Forty percent of people treated with Yescarta CAR-T therapy for advanced non–Hodgkin lymphoma were still in complete remission 15 months after treatment, exceeding the response rates of available salvage therapies, researchers reported at the American Society of Hematology (ASH) annual meeting this month in Atlanta.
Other studies presented at the conference suggest that using Yescarta with checkpoint inhibitors may give the modified cancer-fighting T cells an extra boost.
Chimeric antigen receptor T-cell, or CAR-T, therapy reprograms immune cells to recognize and attack cancer. The process involves collecting a sample of a patient’s T cells and sending them to a manufacturing facility, where they are genetically engineered to create a customized “living drug” for each individual. The supercharged T cells are then multiplied and infused back into the patient.
Yescarta (axicabtagene ciloleucel), developed by Kite Pharma, a Gilead company, modifies T cells to express receptors targeting the CD19 protein on B cells that grow out of control in lymphoma. In October, the Food and Drug Administration (FDA) approved Yescarta for adults with certain types of large B-cell lymphoma that did not respond or relapsed after prior treatment.
Yescarta was approved based on the results of the Phase II ZUMA-1 trial, which enrolled more than 100 adults with three types of refractory (nonresponsive) or relapsed B-cell lymphoma. As reported earlier this year, the overall response rate at 8.7 months was 82 percent, with 54 percent of treated patients achieving a complete response, or no detectable remaining cancer.
At the recent ASH meeting, Sattva Neelapu, MD, of the University of Texas MD Anderson Cancer Center presented long-term results, which were published simultaneously in The New England Journal of Medicine.
After at least a year of follow-up (median 15.4 months) after a single Yescarta infusion, 42 percent of treated participants continued to respond, including 40 percent with ongoing complete responses. The median response duration was 11.1 months, and a few people who enrolled in the study early were still cancer-free at 24 months. The researchers reported that higher levels of modified T cells in the blood were associated with better response.
The overall survival rate was 52 percent at 18 months and a majority of surviving patients had no evidence of worsening disease. The median survival duration could not be determined because a majority of patients were still alive.
“The durability of response seen with Yescarta in this long-term follow-up reinforces the major advance that CAR-T therapy represents for these patients,” Neelapu said in a Kite press release. In his presentation he noted that people who make it past six months or a year without recurrence are unlikely to relapse later.
CAR-T therapy can cause potentially life-threatening side effects, as unleashing the modified T cells not only kills cancer cells but can also trigger an excessive immune response that harms healthy tissue. Thirteen percent of ZUMA-1 participants experienced severe cytokine release syndrome (CRS), which can cause symptoms ranging from fevers to organ failure, and 28 percent developed severe neurological side effects. In most cases these adverse events were manageable and reversible.
ZUMA-1 response rates were much better than those seen in the SCHOLAR-1 trial of people with aggressive lymphoma treated with available salvage therapies—even though the ZUMA-1 participants were older and had more advanced disease and more prior treatments. In that study, the overall response rate was 26 percent, the complete response rate was 7 percent and the median overall survival duration was 6.3 months. After balancing patient characteristics in the two trials, Neelapu and colleagues concluded that the risk of death was 77 percent lower in ZUMA-1 compared with SCHOLAR-1.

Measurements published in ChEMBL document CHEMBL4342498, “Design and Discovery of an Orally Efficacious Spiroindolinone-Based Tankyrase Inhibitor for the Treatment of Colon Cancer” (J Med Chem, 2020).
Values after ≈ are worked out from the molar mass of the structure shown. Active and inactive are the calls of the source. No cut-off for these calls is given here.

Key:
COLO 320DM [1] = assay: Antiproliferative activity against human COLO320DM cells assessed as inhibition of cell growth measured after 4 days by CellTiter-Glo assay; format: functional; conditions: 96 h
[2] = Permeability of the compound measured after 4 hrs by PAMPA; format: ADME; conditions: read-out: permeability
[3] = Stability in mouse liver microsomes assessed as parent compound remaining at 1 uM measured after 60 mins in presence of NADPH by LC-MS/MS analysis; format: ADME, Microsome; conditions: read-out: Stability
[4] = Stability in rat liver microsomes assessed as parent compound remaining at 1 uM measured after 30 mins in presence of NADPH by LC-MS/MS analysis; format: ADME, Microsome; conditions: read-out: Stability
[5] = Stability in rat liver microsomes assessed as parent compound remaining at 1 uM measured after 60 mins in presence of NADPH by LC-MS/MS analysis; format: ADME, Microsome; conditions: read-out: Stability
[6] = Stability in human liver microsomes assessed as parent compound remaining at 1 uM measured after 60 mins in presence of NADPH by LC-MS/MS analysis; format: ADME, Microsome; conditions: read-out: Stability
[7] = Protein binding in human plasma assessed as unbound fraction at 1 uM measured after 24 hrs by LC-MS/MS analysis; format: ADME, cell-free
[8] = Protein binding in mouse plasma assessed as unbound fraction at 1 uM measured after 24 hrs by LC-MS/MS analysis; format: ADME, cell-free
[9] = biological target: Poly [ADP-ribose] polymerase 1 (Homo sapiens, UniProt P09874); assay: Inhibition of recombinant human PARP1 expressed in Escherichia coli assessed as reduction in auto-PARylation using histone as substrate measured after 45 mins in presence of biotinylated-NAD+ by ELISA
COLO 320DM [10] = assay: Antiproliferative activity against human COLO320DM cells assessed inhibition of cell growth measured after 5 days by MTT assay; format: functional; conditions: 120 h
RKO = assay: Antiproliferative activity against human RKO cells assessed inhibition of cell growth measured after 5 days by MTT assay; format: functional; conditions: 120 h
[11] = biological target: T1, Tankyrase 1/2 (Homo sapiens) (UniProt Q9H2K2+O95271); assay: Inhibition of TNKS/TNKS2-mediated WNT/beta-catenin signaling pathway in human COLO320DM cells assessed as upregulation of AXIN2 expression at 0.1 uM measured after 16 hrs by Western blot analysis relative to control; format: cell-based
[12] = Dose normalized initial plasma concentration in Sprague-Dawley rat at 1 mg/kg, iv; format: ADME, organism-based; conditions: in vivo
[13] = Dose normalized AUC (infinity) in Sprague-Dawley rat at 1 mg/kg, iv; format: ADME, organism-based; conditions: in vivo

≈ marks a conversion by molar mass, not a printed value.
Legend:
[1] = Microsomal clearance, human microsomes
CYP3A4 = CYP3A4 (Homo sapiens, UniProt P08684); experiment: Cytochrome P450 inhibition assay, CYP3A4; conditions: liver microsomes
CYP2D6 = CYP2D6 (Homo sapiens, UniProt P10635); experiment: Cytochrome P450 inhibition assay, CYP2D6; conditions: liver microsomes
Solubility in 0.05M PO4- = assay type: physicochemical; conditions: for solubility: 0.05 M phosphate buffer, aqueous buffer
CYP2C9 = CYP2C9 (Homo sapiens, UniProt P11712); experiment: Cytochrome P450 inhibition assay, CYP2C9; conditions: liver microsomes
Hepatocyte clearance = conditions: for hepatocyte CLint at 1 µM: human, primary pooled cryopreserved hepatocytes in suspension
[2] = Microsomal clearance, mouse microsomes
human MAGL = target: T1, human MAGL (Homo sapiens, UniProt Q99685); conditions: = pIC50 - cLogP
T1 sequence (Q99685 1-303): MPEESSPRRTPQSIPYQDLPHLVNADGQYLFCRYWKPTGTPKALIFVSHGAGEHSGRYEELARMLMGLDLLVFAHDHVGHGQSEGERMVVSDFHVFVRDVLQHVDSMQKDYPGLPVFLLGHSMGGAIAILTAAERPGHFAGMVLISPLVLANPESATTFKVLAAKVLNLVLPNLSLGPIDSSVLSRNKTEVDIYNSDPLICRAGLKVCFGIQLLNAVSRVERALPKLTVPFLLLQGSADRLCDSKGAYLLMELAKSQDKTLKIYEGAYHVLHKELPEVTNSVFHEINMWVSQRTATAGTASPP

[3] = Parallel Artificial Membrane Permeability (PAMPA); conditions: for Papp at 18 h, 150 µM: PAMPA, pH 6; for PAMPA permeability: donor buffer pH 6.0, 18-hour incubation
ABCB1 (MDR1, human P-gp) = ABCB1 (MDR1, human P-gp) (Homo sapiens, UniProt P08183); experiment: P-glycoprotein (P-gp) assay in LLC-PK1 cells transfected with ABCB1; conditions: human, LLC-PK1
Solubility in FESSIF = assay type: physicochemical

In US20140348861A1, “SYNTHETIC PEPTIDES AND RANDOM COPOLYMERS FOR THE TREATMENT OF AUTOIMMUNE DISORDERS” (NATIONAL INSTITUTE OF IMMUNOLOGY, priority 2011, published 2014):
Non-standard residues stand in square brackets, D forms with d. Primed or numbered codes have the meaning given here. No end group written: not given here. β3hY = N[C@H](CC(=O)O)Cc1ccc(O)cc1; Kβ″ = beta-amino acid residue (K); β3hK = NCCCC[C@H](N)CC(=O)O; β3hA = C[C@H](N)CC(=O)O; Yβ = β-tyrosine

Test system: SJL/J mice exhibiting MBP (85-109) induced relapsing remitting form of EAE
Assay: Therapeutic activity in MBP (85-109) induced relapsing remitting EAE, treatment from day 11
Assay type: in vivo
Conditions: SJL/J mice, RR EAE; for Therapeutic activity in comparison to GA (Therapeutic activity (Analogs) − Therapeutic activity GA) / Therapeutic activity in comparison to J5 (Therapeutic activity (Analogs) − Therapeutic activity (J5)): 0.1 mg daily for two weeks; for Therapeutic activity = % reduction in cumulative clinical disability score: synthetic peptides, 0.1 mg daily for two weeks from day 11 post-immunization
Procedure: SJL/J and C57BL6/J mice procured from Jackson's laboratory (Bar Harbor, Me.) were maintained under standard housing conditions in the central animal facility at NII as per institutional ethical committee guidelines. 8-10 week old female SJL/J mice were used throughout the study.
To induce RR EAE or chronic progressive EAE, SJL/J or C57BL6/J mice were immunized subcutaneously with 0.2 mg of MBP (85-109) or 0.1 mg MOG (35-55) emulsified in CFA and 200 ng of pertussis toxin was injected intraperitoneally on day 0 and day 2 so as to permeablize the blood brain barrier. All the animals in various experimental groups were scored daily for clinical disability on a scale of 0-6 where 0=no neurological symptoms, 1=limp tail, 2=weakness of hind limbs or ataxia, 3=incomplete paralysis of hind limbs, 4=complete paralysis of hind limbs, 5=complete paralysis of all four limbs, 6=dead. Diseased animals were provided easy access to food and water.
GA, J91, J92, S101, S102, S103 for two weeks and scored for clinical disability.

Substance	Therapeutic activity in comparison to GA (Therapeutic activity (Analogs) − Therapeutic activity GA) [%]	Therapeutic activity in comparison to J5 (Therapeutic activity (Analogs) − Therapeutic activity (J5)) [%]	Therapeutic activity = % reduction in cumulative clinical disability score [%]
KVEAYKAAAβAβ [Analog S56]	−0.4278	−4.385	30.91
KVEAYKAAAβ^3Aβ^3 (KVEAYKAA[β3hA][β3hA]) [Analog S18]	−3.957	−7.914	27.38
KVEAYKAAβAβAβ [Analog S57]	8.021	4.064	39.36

CAR-T therapy sometimes fails to work or stops working as cancer cells evolve to avoid the modified T cells. Combination therapy may be one way to overcome resistance.
Frederick Locke, MD, of Moffitt Cancer Center in Tampa, Florida, and colleagues reported early findings from ZUMA-6, a study in which people were treated with Yescarta followed by the checkpoint inhibitor Tecentriq (atezolizumab).
Checkpoint inhibitors like Opdivo (nivolumab) block the PD-1 receptor on T cells while Tecentriq blocks PD-L1, its ligand, or binding partner, on cancer cells. PD-1 is an immune checkpoint that acts as a brake on T-cell activity. Some tumors can hijack PD-1 to turn off immune responses against them. Drugs that block PD-1 or PD-L1 release the brakes and restore T-cell activity against cancer cells. A majority of ZUMA-1 participants had PD-L1–positive tumor cells, suggesting that checkpoint inhibitors might improve response.
Locke’s team reported that ZUMA-6 participants treated with the combination had higher levels of modified T cells than people treated with Yescarta alone in ZUMA-1. Early results from a small number of patients showed promising response rates and the combined side effects were manageable.
In a related presentation, Brian Hill of the Taussig Cancer Institute in Cleveland and colleagues described the case of a ZUMA-1 participant with rapidly progressing lymphoma who did not initially respond to Yescarta. He went on to receive Opdivo, after which his modified T-cell level rose dramatically and he experienced a second episode of cytokine release syndrome, followed by symptom improvement and a 67 percent reduction in tumor size, although he ultimately relapsed again, according to the study abstract.
Based on these findings, the researchers suggested that immune checkpoints may interfere with the activity of CAR-T therapy and checkpoint-blocking drugs could improve response.
Click here to read the ZUMA-1 study ASH abstract.
Click here to read the New England Journal of Medicine abstract.
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